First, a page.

Cultural capital and the development of cultural industries in Vietnam

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Abstract

Since recently the government of Vietnam has paid special attention to the development of cultural industries. Culture used to be the branch which could but “spend money” and exist at the expense of other branches, but now it is gradually becoming an important source of economic value creation and contribution to GDP of Vietnam. Considering culture to be capital also for Vietnam’s culture, the article sheds light on the development of five cultural industries, viz. cinema, performance arts, fine arts, advertisment and cultural tourism, showing thereby the contribution of culture to social and economic development of contemporary Vietnam.

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Introduction

Cultural capital is the concept introduced by French social scientist Pierre Bourdieu in the 1980s. It comprehends not all the elements of culture, but only those which can be exploited, included into the economic circulation, transmitted and can participate in the creation of value, utility and income in the process of economic circulation or transmission [Bourdieu 1986: 242]. The concept of cultural capital has been furthered and promoted in many research works, at the same time being criticized and supplemented, which resulted in the emergence of numerous analytical approaches and frameworks. The interpretations vary, but it is certain that since its introduction the concept of cultural capital has significantly influenced sociology, pedagogy and cultural studies. In economics this concept was promoted by David Throsby. He writes that beside natural (natural resources), material (material basis created by humans) and human capitals there is cultural capital, the fourth main type of the capital for development [Throsby 1999: 4].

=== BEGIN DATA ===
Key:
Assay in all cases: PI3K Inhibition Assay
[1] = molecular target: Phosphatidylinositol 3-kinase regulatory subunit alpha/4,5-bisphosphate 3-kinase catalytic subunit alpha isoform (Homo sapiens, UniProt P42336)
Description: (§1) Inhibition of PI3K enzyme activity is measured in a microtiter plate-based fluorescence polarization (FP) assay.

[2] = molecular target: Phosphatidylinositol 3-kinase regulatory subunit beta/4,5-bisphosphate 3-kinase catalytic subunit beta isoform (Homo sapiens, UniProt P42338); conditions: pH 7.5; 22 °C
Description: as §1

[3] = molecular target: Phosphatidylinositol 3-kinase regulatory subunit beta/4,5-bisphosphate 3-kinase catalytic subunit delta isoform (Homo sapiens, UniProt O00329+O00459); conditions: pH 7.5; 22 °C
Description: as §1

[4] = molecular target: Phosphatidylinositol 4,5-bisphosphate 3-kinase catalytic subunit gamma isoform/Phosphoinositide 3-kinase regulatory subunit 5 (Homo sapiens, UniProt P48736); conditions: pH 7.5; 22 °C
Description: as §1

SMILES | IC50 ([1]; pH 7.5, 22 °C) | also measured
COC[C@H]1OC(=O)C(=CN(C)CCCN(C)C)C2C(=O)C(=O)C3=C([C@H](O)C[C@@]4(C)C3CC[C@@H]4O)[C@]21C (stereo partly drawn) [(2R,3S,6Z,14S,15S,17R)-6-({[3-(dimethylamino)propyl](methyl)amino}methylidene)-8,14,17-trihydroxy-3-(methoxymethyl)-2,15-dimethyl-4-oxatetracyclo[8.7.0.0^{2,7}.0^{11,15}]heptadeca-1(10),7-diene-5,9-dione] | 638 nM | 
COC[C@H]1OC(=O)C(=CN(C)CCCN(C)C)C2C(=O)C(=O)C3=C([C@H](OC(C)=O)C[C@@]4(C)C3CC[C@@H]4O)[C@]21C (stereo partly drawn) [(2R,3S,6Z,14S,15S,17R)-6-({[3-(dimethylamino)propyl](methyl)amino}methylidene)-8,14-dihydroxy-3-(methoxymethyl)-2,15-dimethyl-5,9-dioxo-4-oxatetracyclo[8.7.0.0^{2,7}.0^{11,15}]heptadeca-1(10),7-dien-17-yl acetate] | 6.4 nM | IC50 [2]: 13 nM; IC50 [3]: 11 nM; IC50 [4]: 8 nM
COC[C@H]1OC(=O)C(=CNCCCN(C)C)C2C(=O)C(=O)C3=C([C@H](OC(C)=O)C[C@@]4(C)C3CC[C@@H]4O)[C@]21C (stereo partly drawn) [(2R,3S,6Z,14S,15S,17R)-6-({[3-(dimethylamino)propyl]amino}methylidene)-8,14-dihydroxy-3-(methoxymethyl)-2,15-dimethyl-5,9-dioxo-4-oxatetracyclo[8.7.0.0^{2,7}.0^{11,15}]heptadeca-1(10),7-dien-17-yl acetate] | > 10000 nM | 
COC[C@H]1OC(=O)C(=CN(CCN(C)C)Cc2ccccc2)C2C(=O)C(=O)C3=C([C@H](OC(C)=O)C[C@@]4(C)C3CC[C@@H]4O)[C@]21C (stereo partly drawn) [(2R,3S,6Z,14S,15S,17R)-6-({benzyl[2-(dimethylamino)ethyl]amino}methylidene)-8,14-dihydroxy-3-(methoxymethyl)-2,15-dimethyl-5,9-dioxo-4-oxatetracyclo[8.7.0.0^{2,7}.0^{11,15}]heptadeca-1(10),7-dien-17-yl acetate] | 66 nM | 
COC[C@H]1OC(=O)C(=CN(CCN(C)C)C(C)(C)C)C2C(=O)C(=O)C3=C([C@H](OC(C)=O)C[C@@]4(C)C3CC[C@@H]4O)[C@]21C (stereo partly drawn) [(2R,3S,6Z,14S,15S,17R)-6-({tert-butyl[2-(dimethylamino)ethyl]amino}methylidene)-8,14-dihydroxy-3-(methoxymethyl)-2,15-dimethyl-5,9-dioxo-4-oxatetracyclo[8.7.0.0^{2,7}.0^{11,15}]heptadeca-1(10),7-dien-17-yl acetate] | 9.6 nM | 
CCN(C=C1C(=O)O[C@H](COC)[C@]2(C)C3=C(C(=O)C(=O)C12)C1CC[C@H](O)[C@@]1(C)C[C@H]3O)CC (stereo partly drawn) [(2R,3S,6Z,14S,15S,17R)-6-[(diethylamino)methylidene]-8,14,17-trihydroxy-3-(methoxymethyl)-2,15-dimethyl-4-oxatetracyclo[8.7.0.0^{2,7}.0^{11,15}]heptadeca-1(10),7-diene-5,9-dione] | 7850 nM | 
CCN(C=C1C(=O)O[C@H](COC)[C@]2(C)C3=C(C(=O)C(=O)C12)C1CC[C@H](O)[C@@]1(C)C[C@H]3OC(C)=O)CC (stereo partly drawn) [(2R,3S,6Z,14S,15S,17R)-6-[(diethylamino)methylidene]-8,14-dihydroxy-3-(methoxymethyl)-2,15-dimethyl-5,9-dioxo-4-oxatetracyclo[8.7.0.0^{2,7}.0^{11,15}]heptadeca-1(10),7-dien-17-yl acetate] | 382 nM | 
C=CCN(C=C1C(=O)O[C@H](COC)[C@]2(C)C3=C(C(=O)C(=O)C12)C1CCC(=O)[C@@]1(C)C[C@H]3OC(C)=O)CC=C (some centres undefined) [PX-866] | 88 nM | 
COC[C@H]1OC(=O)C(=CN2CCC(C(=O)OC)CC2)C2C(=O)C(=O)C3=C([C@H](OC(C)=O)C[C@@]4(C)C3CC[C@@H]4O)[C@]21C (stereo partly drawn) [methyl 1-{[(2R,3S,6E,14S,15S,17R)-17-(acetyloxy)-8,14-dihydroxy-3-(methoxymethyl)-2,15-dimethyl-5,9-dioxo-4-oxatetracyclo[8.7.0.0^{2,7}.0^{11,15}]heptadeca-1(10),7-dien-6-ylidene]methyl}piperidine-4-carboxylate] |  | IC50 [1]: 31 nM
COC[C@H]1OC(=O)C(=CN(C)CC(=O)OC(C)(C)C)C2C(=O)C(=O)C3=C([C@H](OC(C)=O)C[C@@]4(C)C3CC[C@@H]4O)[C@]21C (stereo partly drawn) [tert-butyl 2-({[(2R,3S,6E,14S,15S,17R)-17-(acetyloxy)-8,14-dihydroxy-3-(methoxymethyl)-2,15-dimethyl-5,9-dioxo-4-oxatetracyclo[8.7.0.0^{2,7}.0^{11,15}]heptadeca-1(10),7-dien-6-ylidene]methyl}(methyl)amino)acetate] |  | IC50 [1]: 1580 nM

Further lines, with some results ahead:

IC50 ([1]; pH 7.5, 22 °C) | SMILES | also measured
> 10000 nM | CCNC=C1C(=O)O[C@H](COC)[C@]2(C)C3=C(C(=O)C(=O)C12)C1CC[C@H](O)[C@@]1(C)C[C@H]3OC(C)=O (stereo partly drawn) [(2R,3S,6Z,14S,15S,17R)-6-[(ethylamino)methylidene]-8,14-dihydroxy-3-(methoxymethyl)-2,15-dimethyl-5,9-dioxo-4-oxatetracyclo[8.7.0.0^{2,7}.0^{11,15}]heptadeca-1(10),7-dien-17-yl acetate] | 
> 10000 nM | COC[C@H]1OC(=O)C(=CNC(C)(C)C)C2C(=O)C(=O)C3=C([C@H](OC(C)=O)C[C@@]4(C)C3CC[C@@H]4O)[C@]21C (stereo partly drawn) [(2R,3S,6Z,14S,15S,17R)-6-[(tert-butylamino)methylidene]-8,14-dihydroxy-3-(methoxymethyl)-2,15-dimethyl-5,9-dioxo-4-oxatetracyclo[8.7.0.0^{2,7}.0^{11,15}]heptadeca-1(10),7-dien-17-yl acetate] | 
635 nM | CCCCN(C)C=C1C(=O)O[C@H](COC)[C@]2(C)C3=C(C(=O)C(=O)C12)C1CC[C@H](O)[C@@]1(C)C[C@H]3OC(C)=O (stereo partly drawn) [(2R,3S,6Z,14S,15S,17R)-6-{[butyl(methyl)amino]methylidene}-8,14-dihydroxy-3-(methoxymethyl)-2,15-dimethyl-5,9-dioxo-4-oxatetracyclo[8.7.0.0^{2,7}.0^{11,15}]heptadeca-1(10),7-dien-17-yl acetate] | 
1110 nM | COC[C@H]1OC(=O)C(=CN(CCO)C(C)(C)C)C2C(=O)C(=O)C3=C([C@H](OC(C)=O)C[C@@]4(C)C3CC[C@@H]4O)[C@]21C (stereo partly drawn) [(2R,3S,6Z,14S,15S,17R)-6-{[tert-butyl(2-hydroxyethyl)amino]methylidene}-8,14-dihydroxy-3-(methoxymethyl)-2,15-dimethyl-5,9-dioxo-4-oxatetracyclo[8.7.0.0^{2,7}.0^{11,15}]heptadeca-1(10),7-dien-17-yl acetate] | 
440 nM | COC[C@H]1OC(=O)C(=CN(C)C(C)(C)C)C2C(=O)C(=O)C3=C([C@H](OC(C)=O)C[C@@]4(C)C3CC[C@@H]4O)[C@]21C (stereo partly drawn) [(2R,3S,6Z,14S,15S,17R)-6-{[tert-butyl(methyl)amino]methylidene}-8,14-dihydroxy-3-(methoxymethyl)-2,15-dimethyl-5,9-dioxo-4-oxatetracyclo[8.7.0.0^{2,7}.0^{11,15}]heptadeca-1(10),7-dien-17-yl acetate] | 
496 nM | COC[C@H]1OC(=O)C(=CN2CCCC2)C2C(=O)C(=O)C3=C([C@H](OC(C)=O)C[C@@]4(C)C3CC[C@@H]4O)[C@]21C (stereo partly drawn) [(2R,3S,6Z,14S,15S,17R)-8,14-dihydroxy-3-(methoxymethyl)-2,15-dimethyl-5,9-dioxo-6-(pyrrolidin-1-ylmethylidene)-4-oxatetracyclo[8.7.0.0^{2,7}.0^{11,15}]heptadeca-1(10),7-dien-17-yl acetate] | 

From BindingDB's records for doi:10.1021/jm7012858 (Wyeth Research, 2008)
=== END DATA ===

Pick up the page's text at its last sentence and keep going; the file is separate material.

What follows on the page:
In Vietnam Tran Dinh Huou is the first to comprehend culture as capital. However, Pierre Bourdieu concentrates on cultural capital of an individual; it is formed of the capitals of a family, education and society and brings income to them, while Tran Dinh Huou focuses on the capital of society. In his opinion, cultural capital is the public domain accumulated in time, and thus determining typical characteristics of the people who is the bearer of this culture, and showing its ingenuity [Trần Đình Hượu 2011]. Unlike Tran Dinh Huou, who analyzes intangible culture, Tran Huu Dung has advanced and included materal aspects in the concept of cultural capital, too [Trần Hữu Dũng 2002]. In his turn, Tran Thi An, though supposing cultural capital to be the public domain, yet argues that cultural capital acquires features of capital only when it is alienated from society and is a separate value which can be used and capitalized upon, for instance, to develop tourism or cultural industries [Trần Thị An 2018].